Industry’s role in promoting Europe in the world

22 August 2019

This is part of a series looking at t...

This is part of a series looking at the priorities of the European Council and President-Elect of the European Commission ahead of the start of a new legislative term in the autumn. Orgalim Director General Malte Lohan discusses how Europe’s technology industries can support EU policymakers in delivering on the objectives that matter most to European citizens.

For centuries, industry has been a vital channel linking Europe to the rest of the world. Innovations developed and manufactured here have been exported to all four corners of the globe, shaping Europe’s image as a technology pioneer (a fact that sometimes gets lost in our anxiety over the lack of a EU-grown Google or Facebook). European industry has made this name for itself through a confident and open engagement with the world, and the technology industries in particular are today highly export-oriented and embedded in global value networks.

So it has been very worrying to see the growing inward-looking, protectionist dynamic in politics at home and abroad in recent years. It is vital we fight this at EU level. The European Council’s Strategic Agenda and Commission President-Elect von der Leyen’s political guidelines send strong signals in favour of an ambitious free and fair trade agenda – and they can count on industry’s full support in this mission. For our part, Orgalim has been highly vocal on the need to stand up for open and multilateral rules-based trade, and for Europe to set the bar for the rest of the world. At the same time, it will be necessary to step up efforts to create a level playing field for European companies globally, while incentivising development of strategic value networks here in the EU.

Beyond the economic benefits of trade, a thriving, outward-facing EU industry also contributes to the more intangible – but nevertheless crucial – task of promoting Europe’s values in the wider world. Having worked previously in a global multinational company with strong European roots, I was often confronted with the question: what makes your company ‘European’, and why does it matter? There is no simple answer; it’s not necessarily about the location of your headquarters, where your shareholders come from, or where your production or R&I takes place. In this age of integrated global value networks, such ‘hard’ factors often don’t tell the whole story. In my view, what ultimately defines a company as European is linked to a particular set of values reflected in corporate practices and behaviours. An open, collaborative approach to working across borders and sectors; a genuine commitment to your employees, your communities and the sustainability of your way of doing business; and a belief in the potential of innovation to transform societal challenges into opportunities – these are examples of the values that Europe’s technology companies champion when doing business around the globe.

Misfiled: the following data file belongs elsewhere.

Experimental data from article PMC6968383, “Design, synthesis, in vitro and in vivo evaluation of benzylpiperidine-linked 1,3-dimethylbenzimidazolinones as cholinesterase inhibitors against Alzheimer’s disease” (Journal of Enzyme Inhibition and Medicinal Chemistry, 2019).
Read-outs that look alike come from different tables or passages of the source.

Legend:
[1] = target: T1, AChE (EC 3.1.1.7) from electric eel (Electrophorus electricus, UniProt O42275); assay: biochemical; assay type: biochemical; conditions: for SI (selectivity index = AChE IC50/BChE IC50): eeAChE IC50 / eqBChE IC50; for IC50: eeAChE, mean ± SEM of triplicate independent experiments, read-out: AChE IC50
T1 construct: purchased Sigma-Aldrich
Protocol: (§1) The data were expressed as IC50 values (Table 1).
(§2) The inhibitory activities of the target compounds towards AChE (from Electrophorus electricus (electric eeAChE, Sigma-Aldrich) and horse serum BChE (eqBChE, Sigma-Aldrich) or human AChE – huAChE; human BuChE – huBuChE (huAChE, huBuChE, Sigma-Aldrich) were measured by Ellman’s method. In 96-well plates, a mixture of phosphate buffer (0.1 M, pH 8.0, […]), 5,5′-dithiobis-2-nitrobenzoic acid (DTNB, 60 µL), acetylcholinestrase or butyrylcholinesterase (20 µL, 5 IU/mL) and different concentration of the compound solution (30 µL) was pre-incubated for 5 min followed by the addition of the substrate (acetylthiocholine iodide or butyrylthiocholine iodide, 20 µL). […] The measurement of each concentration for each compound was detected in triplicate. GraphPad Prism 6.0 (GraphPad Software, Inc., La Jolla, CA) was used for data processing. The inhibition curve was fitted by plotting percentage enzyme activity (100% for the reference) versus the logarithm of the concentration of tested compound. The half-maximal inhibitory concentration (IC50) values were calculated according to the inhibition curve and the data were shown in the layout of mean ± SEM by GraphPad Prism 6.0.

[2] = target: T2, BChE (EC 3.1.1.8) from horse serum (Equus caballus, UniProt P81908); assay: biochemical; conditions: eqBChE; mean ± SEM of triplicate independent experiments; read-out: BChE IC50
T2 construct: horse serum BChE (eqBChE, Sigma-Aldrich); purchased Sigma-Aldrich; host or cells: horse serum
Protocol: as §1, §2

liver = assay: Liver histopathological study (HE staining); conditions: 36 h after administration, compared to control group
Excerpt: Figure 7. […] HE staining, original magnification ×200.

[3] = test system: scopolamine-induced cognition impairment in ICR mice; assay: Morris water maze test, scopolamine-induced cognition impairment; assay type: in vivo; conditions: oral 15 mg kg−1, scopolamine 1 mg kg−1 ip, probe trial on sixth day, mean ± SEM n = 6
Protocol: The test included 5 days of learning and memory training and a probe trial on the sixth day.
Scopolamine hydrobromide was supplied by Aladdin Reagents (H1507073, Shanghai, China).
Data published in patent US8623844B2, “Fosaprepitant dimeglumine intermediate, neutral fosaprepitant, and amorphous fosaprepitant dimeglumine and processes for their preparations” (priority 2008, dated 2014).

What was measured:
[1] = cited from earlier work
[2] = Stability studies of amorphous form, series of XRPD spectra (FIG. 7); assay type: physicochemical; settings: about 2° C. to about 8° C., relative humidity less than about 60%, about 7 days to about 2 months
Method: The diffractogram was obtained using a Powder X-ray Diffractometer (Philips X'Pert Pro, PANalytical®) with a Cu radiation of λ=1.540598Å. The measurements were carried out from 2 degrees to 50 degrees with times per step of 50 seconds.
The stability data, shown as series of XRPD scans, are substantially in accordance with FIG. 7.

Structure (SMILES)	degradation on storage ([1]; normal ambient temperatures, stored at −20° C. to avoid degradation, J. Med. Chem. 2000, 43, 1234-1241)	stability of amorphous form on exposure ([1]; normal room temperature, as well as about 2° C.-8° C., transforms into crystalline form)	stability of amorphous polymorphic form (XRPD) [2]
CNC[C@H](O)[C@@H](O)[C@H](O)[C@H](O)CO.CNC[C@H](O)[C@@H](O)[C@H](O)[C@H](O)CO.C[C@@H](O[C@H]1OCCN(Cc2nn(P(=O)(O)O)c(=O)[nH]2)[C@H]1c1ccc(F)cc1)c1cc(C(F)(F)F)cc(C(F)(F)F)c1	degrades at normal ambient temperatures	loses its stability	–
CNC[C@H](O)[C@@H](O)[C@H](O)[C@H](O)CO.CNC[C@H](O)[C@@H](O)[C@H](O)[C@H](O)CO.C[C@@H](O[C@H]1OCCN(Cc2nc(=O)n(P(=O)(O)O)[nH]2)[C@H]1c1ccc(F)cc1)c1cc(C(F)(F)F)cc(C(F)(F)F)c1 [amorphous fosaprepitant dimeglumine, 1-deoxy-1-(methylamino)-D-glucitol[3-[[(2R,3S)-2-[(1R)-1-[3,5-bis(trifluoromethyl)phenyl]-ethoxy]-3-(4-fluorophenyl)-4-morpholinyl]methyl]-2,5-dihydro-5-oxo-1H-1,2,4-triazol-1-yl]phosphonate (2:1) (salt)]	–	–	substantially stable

So to the new intake of EU policymakers I say let’s work together to promote this ‘European way’ on the global stage in the 21st century. Whether fighting climate change, delivering on the UN Sustainable Development Goals or flying the flag for open and free trade, the EU is already setting the bar for the rest of the world. Europe’s citizens and its industries have much to gain from a concerted further push. Let’s leverage the inherent strengths of our innovative industries to build on this leadership towards 2030 and beyond.

Read Orgalim’s recommendations on how the EU can enable European industrial leadership and set the bar for the rest of the world in trade, sustainability and beyond in ‘2030: an industry vision for a renewed Europe’.